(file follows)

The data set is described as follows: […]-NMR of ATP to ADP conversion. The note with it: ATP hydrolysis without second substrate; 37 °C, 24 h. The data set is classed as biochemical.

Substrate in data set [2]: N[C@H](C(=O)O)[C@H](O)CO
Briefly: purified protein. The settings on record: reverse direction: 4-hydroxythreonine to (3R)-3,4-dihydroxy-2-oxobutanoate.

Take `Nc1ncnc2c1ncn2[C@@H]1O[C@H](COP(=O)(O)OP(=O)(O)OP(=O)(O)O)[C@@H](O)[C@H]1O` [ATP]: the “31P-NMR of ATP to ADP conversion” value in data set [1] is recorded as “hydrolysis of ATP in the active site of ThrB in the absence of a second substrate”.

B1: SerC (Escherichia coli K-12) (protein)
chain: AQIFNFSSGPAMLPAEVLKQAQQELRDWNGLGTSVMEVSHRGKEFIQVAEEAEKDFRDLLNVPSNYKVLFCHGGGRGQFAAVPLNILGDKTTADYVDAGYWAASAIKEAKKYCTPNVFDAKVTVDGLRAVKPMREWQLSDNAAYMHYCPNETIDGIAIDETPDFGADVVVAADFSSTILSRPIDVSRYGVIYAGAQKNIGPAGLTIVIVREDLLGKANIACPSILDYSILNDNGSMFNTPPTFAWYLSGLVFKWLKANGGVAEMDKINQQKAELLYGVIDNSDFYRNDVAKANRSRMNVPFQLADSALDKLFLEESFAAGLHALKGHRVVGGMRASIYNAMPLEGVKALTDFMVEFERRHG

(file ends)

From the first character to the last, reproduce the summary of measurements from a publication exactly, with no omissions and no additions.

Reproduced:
The data set is described as follows: […]-NMR of ATP to ADP conversion. The note with it: ATP hydrolysis without second substrate; 37 °C, 24 h. The data set is classed as biochemical.

Substrate in data set [2]: N[C@H](C(=O)O)[C@H](O)CO
Briefly: purified protein. The settings on record: reverse direction: 4-hydroxythreonine to (3R)-3,4-dihydroxy-2-oxobutanoate.

Take `Nc1ncnc2c1ncn2[C@@H]1O[C@H](COP(=O)(O)OP(=O)(O)OP(=O)(O)O)[C@@H](O)[C@H]1O` [ATP]: the “31P-NMR of ATP to ADP conversion” value in data set [1] is recorded as “hydrolysis of ATP in the active site of ThrB in the absence of a second substrate”.

B1: SerC (Escherichia coli K-12) (protein)
chain: AQIFNFSSGPAMLPAEVLKQAQQELRDWNGLGTSVMEVSHRGKEFIQVAEEAEKDFRDLLNVPSNYKVLFCHGGGRGQFAAVPLNILGDKTTADYVDAGYWAASAIKEAKKYCTPNVFDAKVTVDGLRAVKPMREWQLSDNAAYMHYCPNETIDGIAIDETPDFGADVVVAADFSSTILSRPIDVSRYGVIYAGAQKNIGPAGLTIVIVREDLLGKANIACPSILDYSILNDNGSMFNTPPTFAWYLSGLVFKWLKANGGVAEMDKINQQKAELLYGVIDNSDFYRNDVAKANRSRMNVPFQLADSALDKLFLEESFAAGLHALKGHRVVGGMRASIYNAMPLEGVKALTDFMVEFERRHG